161108-zentih-awards-wilsonGeoff Wilson. Photo: Matt Fatches

Category: Listed investment companies (LICs)

Winner: Wilson Asset Management

Analyst: Dug Higgins

Sector overview:
LICs continue to enjoy a period of renewed interest over the last four years. Given the large number of capital raisings and IPOs that have taken place, the universe of strategies continues to broaden. Zenith believes the LIC structure has the potential to produce benefits that enhance overall return, particularly given the structure tends to negate the impacts of continual capital flows on performance. Many of the older, larger LICs, while not as active in their portfolios, can be obtained at a very competitive cost, effectively offering active strategies at close to (or even below), index prices.

Zenith says …
For more than 15 years, Wilson Asset Management (WAM) has been a stalwart of the LIC industry. WAM offers a suite of quality LICs with a strong absolute return approach, spread across the full spectrum of sector and market capitalisation ranges. WAM continues to be highly regarded by Zenith in terms of portfolio performance and also shareholder engagement. This is an area we see as a critical facet of operating LICs, given shareholder dissatisfaction can drive share prices away to heavy discounts from portfolio values in difficult markets, despite investment strategies remaining sound.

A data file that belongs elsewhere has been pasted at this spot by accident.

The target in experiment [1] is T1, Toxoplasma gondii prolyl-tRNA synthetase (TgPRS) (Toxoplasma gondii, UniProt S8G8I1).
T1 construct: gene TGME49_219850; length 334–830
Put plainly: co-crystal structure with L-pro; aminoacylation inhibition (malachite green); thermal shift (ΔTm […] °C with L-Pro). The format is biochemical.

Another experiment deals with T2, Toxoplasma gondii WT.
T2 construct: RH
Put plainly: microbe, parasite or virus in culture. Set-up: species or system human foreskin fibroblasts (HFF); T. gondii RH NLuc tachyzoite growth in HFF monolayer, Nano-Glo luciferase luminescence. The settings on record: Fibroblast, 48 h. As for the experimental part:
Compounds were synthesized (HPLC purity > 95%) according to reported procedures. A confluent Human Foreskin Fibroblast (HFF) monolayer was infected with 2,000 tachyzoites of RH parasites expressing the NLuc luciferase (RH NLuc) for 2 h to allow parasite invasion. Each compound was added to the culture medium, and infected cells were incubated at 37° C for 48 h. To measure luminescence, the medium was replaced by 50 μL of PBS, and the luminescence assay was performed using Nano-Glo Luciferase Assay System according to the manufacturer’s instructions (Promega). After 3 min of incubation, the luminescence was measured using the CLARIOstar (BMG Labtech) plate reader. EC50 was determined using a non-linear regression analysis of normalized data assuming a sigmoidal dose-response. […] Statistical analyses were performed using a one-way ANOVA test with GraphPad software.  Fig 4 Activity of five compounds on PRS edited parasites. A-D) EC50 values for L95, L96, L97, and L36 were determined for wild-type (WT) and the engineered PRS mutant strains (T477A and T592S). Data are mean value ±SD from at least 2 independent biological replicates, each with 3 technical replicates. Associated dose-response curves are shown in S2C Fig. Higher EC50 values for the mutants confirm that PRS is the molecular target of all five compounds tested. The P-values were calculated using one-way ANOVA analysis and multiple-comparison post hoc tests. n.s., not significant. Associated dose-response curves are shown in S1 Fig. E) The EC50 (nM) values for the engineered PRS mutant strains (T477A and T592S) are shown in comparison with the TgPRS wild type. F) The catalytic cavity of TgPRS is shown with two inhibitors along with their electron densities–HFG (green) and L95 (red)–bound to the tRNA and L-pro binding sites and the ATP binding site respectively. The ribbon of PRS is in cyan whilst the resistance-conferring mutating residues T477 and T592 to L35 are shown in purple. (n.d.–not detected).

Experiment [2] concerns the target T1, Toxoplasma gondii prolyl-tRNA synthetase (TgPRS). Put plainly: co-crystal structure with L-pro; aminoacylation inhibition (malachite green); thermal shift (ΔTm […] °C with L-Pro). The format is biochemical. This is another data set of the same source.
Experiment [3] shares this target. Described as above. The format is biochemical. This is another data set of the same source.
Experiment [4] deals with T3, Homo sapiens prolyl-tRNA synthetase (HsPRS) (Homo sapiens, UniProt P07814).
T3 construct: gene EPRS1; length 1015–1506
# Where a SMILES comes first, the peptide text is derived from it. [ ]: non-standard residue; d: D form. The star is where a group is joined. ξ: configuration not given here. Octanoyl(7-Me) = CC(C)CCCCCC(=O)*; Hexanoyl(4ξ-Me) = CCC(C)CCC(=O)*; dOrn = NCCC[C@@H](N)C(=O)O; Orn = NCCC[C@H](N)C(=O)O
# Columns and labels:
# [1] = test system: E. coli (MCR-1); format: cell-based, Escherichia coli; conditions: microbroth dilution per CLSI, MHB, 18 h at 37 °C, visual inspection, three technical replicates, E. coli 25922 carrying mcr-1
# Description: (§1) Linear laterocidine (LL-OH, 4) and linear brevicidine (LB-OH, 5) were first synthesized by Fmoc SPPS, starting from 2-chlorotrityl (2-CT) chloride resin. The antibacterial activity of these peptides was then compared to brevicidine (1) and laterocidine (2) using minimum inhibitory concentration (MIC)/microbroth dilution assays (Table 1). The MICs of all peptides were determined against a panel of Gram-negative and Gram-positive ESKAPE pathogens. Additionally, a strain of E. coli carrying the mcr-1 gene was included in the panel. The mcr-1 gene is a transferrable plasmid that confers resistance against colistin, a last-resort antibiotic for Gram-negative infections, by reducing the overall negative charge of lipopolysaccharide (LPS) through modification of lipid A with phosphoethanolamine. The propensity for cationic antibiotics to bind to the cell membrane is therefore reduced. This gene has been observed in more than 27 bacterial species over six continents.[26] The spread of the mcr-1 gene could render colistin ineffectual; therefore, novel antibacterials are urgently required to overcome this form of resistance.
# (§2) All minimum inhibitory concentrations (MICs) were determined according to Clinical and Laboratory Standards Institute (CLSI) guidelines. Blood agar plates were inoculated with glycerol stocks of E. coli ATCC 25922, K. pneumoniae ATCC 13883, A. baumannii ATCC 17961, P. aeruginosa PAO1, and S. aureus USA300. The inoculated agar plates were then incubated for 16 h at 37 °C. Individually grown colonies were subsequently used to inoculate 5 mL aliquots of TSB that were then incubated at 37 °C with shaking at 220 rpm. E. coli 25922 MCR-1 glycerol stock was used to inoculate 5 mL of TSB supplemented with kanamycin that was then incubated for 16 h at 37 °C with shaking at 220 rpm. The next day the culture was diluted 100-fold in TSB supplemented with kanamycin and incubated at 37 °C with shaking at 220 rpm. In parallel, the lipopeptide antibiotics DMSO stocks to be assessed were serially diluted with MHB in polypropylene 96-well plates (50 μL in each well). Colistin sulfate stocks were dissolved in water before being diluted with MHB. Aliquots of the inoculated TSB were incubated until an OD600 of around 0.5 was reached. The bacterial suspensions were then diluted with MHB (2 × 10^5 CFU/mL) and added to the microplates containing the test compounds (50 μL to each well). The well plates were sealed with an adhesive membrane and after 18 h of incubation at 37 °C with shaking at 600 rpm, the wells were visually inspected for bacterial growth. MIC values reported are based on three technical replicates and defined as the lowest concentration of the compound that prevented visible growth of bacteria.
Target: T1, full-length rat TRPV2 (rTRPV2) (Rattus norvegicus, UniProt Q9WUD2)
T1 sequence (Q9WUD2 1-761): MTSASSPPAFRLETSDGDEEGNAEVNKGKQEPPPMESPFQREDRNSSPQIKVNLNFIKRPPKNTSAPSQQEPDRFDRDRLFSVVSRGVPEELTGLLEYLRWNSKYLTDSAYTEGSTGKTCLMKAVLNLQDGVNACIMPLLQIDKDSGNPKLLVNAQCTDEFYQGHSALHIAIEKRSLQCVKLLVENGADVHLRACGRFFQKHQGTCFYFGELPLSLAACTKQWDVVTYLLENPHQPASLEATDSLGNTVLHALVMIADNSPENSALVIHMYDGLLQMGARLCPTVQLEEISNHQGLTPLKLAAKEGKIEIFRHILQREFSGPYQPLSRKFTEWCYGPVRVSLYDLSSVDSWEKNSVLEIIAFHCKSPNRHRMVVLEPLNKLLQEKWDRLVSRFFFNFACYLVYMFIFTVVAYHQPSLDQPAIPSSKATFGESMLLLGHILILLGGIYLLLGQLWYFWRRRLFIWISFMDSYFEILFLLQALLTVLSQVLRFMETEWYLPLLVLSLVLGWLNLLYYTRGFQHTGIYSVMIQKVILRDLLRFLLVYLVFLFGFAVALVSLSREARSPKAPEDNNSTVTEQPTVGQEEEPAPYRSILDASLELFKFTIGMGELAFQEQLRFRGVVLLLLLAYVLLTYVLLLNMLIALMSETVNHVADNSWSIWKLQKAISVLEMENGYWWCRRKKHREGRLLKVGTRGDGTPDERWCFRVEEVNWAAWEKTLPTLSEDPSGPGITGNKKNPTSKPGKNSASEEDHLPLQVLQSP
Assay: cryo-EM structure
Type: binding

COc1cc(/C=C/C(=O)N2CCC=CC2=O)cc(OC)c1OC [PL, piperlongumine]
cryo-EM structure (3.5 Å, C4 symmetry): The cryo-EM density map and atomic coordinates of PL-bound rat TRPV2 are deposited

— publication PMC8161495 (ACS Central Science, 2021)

Geoff Wilson
Chairman and portfolio manager
Wilson Asset Management
Over the past 18 years, as an organisation, we’ve always worked to make a difference with the money we manage, and in the community we operate in. The only way that’s possible is by having a really high-quality team. Our chief executive officer, Kate Thorley, leads the organisation, and Chris Stott is chief investment officer, but it’s significantly more than that. It’s the 21 people we employ. It’s really all their efforts that culminate in something like this. We’ve got a specific way of investing money and it’s been the same for 18 years. Rule number one is, don’t lose money. And rule number two is, remember rule number one. How we manage shareholders’ money is that we will sit in cash unless we find an opportunity that we believe we can make money on. Our default position is holding cash, and over the past 18 years we’ve probably averaged about 34 per cent cash, which is very high, but it’s just how we manage our money. To me, it’s the people and the process, and it’s not one individual thing that’s happened in the past 12 months or 24 months, even though we’re very bottom-up and we’re very aware of what’s going on from a top-down perspective. We rate companies and we have about 1500 company visits a year, but when a company appears on our rating system we will only buy it when we can see a catalyst that will change the valuation. That’s always the same – we’re always looking for catalysts. We’ve had little exposure to the top 50 stocks, because there was little value up there.


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